Police reports of all the 740 fatal road accidents involving heavy goods vehicles which occurred in Great Britain in 1976 have been studied. Although loss of control is briefly considered the report concentrates mainly on the need to reduce the severity of injury of all road users involved in the accidents. It is estimated that 35 per cent of fatally injured occupants of HGVs might have lived if they had worn a lap and diagonal seat belt, the main benefit being prevention of ejection. A further 12 per cent might also have lived if, as well as wearing a seat belt, the cab roof and supports had been strong enough to prevent severe crushing during overturning. As regards road users other than HGV occupants, it is estimated that, provided seat belts were worn, front under-run guards would have been of benefit to 10 per cent of all occupants killed in cars and light goods vehicles in accidents involving heavy goods vehicles and rear under-run guards of benefit to an estimated 5 per cent of fatally injured occupants. Lightweight guards fitted to the sides of HGVs could possibly prevent fatal injuries to an estimated 15 per cent of the pedal cyclists, motorcyclists and pedestrians killed by the heavy goods vehicles, mainly by preventing them from being run over. This report is a final one on the project originally described in SR 586.(A)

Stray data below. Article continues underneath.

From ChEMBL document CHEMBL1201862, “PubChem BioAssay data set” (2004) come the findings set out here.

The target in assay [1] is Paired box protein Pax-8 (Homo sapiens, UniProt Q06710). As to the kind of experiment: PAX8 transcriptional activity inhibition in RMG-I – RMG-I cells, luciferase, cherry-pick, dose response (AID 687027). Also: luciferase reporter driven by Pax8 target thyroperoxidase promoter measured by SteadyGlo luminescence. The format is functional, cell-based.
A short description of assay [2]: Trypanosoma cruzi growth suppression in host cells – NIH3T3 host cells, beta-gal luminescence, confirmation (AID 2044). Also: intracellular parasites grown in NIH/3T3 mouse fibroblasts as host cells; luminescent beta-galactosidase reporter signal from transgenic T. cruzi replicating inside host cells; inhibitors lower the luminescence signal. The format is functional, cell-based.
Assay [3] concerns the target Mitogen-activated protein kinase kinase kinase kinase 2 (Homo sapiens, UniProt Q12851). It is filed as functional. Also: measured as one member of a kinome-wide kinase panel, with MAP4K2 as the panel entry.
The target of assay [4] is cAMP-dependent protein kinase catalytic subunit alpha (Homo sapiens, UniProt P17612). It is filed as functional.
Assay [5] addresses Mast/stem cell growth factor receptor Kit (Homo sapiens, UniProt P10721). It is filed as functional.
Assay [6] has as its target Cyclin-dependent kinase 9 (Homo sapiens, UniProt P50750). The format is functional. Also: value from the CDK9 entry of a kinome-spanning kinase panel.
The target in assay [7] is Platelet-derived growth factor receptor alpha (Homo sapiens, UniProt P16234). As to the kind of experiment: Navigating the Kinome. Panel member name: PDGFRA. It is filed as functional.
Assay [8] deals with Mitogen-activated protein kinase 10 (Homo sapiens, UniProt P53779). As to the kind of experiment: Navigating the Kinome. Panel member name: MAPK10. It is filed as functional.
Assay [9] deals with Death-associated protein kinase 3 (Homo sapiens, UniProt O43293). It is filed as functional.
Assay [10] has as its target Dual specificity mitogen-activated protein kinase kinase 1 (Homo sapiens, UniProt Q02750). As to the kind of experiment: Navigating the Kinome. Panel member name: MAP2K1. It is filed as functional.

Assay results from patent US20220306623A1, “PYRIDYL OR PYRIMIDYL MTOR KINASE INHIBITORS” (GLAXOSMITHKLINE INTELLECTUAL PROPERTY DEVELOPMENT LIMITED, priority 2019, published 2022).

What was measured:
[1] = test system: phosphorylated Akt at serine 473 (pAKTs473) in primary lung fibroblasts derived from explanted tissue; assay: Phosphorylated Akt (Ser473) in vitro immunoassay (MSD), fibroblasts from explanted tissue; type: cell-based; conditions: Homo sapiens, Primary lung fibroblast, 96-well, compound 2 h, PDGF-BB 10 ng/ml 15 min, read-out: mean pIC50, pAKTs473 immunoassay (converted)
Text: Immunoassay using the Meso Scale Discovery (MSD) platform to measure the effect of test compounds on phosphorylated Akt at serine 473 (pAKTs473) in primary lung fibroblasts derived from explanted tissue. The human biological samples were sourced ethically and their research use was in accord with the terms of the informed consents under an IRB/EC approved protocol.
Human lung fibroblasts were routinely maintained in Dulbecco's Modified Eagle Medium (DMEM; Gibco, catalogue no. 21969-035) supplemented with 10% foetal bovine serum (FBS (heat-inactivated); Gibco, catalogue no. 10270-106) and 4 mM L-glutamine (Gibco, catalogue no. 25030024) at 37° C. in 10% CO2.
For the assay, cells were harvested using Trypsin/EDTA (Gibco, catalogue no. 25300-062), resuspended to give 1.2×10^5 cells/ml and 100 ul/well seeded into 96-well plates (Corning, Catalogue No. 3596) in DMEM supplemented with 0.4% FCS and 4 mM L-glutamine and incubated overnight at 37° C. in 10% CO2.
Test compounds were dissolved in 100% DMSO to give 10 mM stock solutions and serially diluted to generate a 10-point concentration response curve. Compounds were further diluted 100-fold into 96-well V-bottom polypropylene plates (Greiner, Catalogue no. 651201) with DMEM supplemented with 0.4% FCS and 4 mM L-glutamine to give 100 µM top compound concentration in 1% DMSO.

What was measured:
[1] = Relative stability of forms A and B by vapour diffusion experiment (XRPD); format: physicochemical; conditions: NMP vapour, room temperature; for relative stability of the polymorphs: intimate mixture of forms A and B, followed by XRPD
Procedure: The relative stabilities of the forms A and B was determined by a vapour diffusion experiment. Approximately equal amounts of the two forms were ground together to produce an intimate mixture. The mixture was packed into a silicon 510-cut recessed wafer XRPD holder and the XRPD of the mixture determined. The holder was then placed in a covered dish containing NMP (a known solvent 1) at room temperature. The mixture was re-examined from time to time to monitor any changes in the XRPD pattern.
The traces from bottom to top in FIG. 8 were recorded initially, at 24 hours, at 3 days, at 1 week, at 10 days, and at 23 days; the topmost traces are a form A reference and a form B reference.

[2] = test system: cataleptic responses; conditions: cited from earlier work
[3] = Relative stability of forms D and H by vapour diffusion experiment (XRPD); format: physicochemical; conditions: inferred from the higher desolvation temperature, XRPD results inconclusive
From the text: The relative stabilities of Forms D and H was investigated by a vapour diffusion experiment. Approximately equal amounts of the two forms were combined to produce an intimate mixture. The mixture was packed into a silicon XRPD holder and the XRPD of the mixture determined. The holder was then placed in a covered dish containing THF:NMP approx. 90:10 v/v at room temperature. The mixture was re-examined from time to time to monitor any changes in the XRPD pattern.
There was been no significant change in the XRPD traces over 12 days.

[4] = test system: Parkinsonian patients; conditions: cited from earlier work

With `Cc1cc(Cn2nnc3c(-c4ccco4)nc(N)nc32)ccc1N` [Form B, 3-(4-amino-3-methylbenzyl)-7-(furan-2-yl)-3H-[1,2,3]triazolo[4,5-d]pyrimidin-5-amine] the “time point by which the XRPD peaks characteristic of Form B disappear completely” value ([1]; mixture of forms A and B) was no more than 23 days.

Want to know more about this project?